16 July, 2008



JTA's fast bus program still in the planning stage

The Federal Transit Administration will provide some funding.
JacBy LARRY HANNAN, The Times-Union
and commentary by "The Jacksonville Transit Blogger"

Richard Ervin believes the bus system in Jacksonville could run better than it does now.

This is true, and almost any citizen of the city that has ever used our transit system would agree.

While waiting for a ride at the Florida Community College at Jacksonville Station, Ervin said people can't always rely on the buses operating on time.

Rely on a system that is held captive to the wild fluctuations in Florida's traffic and eternal construction zones. We all know someone who is getting up at 4 o:clock AM in order to make a simple bus trip to a 8 - 5 office job.

There are often delays in traffic, and they can't always be relied upon to get to work on time, he said.

In response to complaints from people like Ervin, the Jacksonville Transportation Authority is starting an effort to improve the public bus system in downtown and suburbs . The effort involves putting more buses downtown, with new bus routes that would be more efficient than the existing routes.

Remember the promises that the Skyway would replace the bus downtown? Thou shalt NOT build BRT under thy Skyway! While the hearings would have one believe that the new rapid bus will become the "be all" and "save all" of Jacksonville Transportation, I couldn't disagree more on the point of the plan itself. Running new highways for buses and the sudden flood of buses predicted is due to fail for many of the same reasons the Skyway has lapsed into premature rigermortis. High start-up costs, soaring diesel fuel pricing, and lack of training. For over 100 years Jacksonville has had some form of "bus" that ambles along the roads every 40 minutes, with 5-10 passengers aboard. Just because we brand it, and run some new buses every 5 minutes doesn't mean all of those passengers will suddenly show up and fill our seats. They must be trained and that will start with the CURRENT system cutting the headway's from 40 minutes, to 20, then to 10, then to 5. At that point passenger loads and demand will drive the construction of betterment's such as BRT. With few exceptions, Jacksonville is getting the cart before the horse.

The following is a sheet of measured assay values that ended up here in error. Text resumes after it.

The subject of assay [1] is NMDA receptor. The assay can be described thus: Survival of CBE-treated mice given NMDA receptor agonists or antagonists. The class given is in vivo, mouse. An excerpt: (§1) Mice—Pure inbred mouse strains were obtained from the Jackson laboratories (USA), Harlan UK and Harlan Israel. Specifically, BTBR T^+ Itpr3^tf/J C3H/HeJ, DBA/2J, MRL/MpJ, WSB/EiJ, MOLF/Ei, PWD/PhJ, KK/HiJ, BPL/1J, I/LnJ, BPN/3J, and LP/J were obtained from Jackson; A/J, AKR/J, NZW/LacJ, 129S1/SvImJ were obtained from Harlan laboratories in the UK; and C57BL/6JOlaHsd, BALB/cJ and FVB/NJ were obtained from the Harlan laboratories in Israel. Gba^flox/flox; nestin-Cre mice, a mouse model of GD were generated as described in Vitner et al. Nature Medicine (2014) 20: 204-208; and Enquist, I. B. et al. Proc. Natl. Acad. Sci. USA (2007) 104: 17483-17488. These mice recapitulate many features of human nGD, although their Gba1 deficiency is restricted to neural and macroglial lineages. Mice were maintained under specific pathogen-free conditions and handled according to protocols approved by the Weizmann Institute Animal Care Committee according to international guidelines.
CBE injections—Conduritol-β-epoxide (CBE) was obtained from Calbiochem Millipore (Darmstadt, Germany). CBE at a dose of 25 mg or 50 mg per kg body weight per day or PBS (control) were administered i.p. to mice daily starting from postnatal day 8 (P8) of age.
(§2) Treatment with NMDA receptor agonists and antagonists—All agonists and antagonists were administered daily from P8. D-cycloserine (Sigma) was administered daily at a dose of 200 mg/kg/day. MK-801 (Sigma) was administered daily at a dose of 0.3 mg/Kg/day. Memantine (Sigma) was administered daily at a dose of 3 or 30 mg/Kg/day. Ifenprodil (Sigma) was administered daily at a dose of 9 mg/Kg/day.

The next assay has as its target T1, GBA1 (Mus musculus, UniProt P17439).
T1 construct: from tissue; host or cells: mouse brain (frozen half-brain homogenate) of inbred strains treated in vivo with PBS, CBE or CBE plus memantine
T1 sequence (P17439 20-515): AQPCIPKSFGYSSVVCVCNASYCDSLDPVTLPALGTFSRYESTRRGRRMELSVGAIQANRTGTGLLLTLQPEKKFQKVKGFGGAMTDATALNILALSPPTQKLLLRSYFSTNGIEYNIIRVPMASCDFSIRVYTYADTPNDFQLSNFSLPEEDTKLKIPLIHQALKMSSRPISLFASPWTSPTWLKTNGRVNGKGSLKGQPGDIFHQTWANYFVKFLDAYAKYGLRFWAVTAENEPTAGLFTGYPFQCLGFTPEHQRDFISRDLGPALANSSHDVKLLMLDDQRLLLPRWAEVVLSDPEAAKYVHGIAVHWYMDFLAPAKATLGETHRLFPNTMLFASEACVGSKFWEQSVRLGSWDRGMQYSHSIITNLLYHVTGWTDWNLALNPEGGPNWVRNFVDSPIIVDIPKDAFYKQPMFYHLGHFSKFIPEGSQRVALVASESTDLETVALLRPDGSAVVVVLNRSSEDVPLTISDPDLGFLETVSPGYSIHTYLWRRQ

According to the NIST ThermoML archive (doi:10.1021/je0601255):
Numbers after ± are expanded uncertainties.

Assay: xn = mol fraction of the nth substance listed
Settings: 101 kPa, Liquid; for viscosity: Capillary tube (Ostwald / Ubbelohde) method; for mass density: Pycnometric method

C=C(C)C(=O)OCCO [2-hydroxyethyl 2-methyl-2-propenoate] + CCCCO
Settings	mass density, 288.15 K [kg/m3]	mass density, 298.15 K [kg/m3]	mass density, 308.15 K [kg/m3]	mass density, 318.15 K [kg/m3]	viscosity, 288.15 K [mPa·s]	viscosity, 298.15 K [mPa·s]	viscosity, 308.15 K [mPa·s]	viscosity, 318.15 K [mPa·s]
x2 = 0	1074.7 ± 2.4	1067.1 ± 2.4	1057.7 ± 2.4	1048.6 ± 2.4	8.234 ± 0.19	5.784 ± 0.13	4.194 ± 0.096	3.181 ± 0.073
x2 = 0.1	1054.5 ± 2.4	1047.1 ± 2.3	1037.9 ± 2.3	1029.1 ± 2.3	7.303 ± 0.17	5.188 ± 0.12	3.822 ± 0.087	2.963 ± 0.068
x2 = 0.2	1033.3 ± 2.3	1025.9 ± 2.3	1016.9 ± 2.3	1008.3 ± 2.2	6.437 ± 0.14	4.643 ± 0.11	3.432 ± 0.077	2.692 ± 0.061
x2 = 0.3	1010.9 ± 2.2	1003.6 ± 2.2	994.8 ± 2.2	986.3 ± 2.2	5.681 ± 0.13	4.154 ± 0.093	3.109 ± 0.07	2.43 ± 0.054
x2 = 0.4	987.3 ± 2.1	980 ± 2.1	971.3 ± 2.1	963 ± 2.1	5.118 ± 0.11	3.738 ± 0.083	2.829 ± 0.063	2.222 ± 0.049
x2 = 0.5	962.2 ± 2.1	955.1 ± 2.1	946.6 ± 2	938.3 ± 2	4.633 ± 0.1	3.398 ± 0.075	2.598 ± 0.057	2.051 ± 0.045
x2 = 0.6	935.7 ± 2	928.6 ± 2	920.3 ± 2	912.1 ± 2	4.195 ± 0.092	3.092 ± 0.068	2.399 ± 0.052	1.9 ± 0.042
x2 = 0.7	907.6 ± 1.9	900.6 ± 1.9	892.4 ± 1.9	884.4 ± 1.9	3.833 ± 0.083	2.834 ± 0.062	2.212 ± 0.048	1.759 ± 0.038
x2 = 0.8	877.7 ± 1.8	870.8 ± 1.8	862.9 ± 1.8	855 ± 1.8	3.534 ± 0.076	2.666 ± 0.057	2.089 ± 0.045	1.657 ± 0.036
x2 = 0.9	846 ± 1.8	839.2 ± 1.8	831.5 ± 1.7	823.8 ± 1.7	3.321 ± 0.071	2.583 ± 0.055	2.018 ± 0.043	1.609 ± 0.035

JTA will hold two public hearings at Jacksonville City Hall on Thursday to discuss this effort. The agency is billing the new effort as Bus Rapid Transit.

The agency isn't billing this as Bus Rapid Transit, the Federal Government is. BRT is a planned system of building dedicated busways which try very hard to look just like Light Rail Transit. Rather then train tracks, there are mini-Freeways. Mr. Ervin, is right, the system could operate better then it currently does. But a bus system needn't cost a Billion dollars with nothing more to show for it then a few new buses and a few miles of mini-freeway.